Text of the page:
The day after the mob attack in Lansing, Trump told Governor Whitmer to negotiate with the extremists tweeting that the governor should just “give a little to the violent men who had stormed the capital,” threatening not only the stability of the Michigan government, but her own life. As you can see, he tweeted, “The governor of Michigan should give a little and put out the fire. These are very good people, but they are angry. They want their lives back again safely. See them. Talk to them. Make a deal.” The President says heavily armed extremists carrying Confederate battle flags and pushing past police to overtake the Michigan state house chamber are very good people and just negotiate with them. It’s clear he doesn’t think that they’re at fault in any way at all, but April 30th wasn’t the only time Trump’s supporters stormed Michigan capital.

Jamie Raskin: (14:17)
Emboldened by his praise and his encouragement and support, they escalated again. Governor Whitmer refused to capitulate to the President’s demand to negotiate with them. Two weeks later on May 14th, Trump’s mob again, stormed the state capital. This time, as you can see here, one man brought a doll with a noose around the neck foreshadowing the appearance of the large gallows erected outside of this building downstairs from here on January 6th as the crowd chanted and I still can hear the words ringing in my ear, “Hang Mike Pence. Hang Mike Pence. Hang Mike Pence.” Over the coming months, even after a crowd threatening Governor Whitmer stormed the capital, Trump continued to assail her in public.

Jamie Raskin: (15:04)
At a rally in Michigan on September 10th, Trump whipped up the crowd against Governor Whitmer saying, “She doesn’t have a clue about reopening her own state’s economy.” The crowd cheered. Then on October 8th, the precise consequences of the President’s incitement of violence revealed to the whole world. Look at this. 13 men were arrested by the FBI for plotting to storm the Michigan state capital building, launch a civil war, kidnap Governor Whitmer, transport her to Wisconsin and then try and execute her. This was an assassination, kidnapping conspiracy. Look at the language that they used. In the charging document, the FBI reported that one of the conspirators said he needed “200 men to storm the capital building and take political hostages, including the governor.” The suspect called it a “snatch and grab man, grab the fucking governor.” One of those men has already pled guilty to this conspiracy. The plot was well organized, just like the one that was coming on January 6. The men in Michigan even considered building molotov cocktails to disarm police vehicles and attempted to construct their own IEDs, something that actually happened here on January 6th. Police authorities arrested extremists who had weapons and materials to build explosive devices, including one man found with an assault rifle and enough materials to make 11 molotov cocktails.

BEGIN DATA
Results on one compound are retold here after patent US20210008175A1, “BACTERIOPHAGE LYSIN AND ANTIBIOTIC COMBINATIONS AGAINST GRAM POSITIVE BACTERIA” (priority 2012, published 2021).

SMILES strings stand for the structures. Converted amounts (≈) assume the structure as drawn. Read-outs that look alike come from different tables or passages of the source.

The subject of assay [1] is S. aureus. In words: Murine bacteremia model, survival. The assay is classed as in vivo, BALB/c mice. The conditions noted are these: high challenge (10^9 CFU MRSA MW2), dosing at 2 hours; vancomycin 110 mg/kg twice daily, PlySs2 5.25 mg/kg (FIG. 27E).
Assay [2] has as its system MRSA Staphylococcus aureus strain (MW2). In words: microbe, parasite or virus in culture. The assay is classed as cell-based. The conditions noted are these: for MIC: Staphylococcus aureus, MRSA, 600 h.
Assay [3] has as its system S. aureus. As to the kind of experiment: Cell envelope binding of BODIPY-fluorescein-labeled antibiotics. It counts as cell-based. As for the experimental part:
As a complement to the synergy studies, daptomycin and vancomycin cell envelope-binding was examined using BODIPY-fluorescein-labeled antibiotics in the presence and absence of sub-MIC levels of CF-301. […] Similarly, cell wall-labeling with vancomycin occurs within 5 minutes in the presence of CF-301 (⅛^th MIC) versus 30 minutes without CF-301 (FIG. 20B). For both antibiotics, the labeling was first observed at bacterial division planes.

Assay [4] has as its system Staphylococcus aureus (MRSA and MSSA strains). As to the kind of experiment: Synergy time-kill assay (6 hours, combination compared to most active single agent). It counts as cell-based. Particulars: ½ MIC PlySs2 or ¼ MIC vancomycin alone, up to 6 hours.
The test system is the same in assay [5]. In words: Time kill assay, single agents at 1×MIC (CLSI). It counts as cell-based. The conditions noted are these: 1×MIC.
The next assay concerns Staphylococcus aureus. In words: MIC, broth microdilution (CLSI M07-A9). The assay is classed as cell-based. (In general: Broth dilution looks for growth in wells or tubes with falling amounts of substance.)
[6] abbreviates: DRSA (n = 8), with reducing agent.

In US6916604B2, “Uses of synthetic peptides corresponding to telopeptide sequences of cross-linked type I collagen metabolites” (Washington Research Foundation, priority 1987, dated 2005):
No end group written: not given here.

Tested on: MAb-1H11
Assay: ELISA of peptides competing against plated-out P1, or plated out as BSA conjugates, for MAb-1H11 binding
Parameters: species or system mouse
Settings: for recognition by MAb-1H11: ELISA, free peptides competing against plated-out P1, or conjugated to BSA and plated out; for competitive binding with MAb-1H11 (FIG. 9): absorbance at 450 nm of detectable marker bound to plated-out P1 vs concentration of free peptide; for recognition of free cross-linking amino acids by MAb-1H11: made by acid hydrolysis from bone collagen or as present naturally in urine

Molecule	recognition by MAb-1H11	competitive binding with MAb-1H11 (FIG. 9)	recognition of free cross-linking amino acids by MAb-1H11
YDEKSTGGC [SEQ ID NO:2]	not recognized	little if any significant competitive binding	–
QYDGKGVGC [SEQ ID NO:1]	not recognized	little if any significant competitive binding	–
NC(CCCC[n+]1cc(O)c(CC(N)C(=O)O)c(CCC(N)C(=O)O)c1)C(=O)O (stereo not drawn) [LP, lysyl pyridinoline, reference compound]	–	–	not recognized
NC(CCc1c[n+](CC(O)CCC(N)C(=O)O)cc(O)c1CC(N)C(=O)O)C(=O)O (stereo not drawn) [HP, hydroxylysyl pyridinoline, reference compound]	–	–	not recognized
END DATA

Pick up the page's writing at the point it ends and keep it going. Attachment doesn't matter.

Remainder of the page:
Jamie Raskin: (16:39)
On September 17th, 2020, one of the Michigan conspiracists posted, “When the time comes, there will be no need to strike fear through presence. The fear will be manifested through bullets.” And what did Donald Trump do as president of the United States to defend one of our nation’s governors against a plotted kidnapping by violent insurrectionists? Did he publicly condemn violent domestic extremists who hoped in plan to launch a civil war in America? No, not at all. He further inflamed them by continuing to attack the governor who was the object of their hatred in this kidnapping conspiracy.